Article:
To start, you need a formal system of axioms. A system that we talked about before, a list of axioms that can be used to describe how something works and you can draw conclusions from. The formal part is that you can use the axioms to prove or disprove things in that system. If you have this and that system is finite, meaning the axioms can be written as a list that can be countable (either by a human or computer), then you will get some issues.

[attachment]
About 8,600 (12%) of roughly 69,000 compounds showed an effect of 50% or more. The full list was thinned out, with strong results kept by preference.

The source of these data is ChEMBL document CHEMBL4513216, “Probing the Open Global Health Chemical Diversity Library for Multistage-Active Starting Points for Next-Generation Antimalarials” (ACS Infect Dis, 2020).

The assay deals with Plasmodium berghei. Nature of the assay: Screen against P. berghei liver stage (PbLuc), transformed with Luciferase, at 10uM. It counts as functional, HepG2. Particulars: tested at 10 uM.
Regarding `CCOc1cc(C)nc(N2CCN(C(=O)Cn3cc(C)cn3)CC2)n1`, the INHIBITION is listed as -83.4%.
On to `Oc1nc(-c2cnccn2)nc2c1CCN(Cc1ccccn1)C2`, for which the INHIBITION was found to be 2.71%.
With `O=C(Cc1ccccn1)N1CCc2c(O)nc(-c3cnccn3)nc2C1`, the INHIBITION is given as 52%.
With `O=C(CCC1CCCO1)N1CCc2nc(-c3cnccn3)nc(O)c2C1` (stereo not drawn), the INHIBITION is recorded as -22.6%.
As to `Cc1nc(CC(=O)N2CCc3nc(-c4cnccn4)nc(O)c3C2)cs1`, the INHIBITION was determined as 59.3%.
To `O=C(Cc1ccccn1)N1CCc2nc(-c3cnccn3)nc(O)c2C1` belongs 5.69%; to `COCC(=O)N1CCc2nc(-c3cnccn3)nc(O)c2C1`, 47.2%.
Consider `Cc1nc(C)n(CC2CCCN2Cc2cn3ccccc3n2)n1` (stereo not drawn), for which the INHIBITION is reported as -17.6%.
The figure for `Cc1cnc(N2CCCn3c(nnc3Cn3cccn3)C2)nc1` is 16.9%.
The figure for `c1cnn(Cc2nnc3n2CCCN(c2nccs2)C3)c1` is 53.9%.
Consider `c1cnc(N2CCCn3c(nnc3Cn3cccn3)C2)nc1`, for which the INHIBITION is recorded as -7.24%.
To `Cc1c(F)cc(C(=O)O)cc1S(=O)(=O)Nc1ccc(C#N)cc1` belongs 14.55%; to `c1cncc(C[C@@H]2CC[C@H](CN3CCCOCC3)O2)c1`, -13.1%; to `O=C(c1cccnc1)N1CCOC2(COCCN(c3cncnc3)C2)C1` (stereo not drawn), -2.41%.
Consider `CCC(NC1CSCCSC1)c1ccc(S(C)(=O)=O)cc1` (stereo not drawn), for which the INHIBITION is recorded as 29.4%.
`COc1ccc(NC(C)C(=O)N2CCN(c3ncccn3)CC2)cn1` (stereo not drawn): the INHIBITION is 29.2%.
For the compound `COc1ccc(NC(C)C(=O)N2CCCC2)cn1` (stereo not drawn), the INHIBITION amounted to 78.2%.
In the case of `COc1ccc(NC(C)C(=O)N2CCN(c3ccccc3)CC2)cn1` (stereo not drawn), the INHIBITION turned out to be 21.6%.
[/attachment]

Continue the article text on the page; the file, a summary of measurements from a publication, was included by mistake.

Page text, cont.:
How do you tell if you can prove something is true or not? You can do this using a larger system to check it, often called a metalanguage. It is the same as how we have English but we critique writing using grammar. We talk about verbs, nouns, sentence structure, and the like to talk about the language on a paper. Similarly, that is what Godel did, through a complex process he created a mathematical language to talk about mathematics. This using a metalanguage, you have more rules than the first one. When you do that, you can use these extra rules to check if the first language is correct. It is like having a dictionary to check if all the words are spelled corrected or a reference book to see if the verb tenses match. In the case of Godel, what he could do is find theorems within a logical system and see whether or not you could prove them using the axioms of the system. It is a bit complicated but that is the idea in a simplistic way. Often we use logic to check things and one simple idea is the law of noncontradiction. Something can either be “a thing” or be the opposite of “that thing”. Either something is true or it is false. If you can prove something then it must be true. But what if you can’t prove it, it is always simply false?